A new report suggests older women who experience at least one full-blown panic attack have an increased risk of having a heart attack or stroke within the next five years.
The risk of death also increases during the next five years according to a study found in the October issue of Archives of General Psychiatry
Panic attacks involve the sudden development of fear, anxiety or extreme discomfort accompanied by four or more additional symptoms, according to background information in the article.
They may occur sporadically or as part of an anxiety disorder, such as panic disorder, social anxiety disorder or phobias.
Jordan W. Smoller, M.D., Sc.D., of Massachusetts General Hospital, Boston, and colleagues studied 3,369 healthy postmenopausal women (age 51 to 83, average age 65.9). When they entered the study between 1997 and 2000, the women filled out a questionnaire about the occurrence of panic attacks in the previous six months.
They were then followed for an average of 5.3 years to see whether they had a heart attack or stroke or died from any cause.
About 10 percent of the women reported having a full-blown panic attack in the six months prior to the study.
After the researchers adjusted for other cardiovascular risk factors, having one or more panic attacks was associated with four times the risk of myocardial infarction (heart attack), three times the risk of having a heart attack or stroke and nearly twice the risk of death from any cause.
These associations remained after controlling for depression, suggesting that panic attacks may be a separate, independent risk factor for cardiovascular events.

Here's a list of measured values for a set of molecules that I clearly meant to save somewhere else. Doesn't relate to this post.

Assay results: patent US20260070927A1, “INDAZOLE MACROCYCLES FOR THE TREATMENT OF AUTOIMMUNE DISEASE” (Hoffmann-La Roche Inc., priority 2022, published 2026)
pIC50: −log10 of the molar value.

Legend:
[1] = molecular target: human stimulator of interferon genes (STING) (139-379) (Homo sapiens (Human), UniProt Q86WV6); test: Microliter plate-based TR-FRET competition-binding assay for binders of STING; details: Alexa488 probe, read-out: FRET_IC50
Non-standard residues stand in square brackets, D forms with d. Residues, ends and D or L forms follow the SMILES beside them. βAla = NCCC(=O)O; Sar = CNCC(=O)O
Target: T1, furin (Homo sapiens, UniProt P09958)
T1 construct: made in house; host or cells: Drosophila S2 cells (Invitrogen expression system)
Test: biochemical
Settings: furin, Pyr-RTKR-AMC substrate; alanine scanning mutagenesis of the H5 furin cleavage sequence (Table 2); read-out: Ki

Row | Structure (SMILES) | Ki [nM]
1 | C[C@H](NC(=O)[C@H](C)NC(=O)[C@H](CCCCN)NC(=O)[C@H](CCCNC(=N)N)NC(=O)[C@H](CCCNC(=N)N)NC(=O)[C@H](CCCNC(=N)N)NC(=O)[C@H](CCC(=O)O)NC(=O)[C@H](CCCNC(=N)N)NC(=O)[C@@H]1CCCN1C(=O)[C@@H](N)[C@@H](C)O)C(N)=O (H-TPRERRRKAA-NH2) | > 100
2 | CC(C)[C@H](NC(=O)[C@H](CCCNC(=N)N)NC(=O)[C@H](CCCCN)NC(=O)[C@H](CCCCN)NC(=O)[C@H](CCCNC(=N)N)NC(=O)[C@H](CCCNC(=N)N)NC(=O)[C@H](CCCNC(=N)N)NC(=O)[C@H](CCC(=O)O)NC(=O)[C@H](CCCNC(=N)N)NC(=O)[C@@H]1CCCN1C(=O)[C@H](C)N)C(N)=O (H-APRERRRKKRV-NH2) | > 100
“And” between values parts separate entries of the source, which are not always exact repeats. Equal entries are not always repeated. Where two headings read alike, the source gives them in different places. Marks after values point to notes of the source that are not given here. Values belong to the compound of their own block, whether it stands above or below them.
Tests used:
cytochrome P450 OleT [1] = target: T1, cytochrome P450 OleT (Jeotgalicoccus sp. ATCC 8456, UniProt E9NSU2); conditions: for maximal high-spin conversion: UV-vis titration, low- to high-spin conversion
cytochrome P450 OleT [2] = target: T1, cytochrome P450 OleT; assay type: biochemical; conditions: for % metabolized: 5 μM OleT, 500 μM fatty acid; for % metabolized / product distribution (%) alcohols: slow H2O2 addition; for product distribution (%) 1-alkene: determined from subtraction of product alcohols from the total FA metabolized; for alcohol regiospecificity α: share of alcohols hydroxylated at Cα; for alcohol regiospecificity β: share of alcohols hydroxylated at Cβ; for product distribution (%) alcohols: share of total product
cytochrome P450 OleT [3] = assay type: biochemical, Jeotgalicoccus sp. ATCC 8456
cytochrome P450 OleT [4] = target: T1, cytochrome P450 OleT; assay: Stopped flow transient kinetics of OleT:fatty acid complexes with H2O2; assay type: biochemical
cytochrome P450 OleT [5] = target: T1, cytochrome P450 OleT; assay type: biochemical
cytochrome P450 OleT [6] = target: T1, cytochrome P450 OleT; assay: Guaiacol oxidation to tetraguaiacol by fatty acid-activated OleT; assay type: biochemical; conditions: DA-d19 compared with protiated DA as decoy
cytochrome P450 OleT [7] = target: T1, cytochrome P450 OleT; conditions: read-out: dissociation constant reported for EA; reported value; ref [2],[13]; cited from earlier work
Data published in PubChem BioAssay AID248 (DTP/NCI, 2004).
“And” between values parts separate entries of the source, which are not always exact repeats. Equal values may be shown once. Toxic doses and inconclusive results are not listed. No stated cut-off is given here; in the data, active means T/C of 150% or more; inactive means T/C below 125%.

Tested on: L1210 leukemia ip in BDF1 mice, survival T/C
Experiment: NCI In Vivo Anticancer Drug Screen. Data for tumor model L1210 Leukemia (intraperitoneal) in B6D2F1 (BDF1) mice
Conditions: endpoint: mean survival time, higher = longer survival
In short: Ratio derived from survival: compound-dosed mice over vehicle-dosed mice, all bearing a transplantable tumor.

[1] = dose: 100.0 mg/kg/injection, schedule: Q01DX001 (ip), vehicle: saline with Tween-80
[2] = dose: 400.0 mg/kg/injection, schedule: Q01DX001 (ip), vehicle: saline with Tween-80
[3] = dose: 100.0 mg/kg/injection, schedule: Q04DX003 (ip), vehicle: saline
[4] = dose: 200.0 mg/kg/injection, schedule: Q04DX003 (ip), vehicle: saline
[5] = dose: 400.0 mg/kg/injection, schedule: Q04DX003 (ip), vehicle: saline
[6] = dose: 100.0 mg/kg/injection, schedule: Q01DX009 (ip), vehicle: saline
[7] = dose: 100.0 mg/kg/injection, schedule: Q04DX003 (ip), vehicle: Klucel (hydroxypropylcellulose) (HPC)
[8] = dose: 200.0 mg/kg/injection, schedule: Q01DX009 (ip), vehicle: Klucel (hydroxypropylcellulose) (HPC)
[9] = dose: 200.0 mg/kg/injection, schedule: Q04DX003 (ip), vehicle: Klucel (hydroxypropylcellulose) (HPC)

The results add panic attacks to the list of emotions and psychiatric symptoms that have already been linked to cardiovascular risk, including depression, anger and hostility, the authors note.
Panic attacks could be associated with other cardiovascular risk factors, such as hypertension. Alternatively, anxiety could contribute to adverse cardiovascular effects, such as coronary artery spasm, tendency toward increased blood clotting or disturbances in heart rhythm.
“These results suggest that panic anxiety is a marker for increased risk of cardiovascular morbidity and mortality among postmenopausal women,” the authors conclude.
“Future studies are needed to clarify the causal connection, if any, between panic attacks and cardiovascular events. Our results imply, however, that older women with a recent history of panic attacks represent a subgroup at elevated risk of myocardial infarction and stroke in whom careful monitoring and cardiovascular risk reduction may be particularly important.”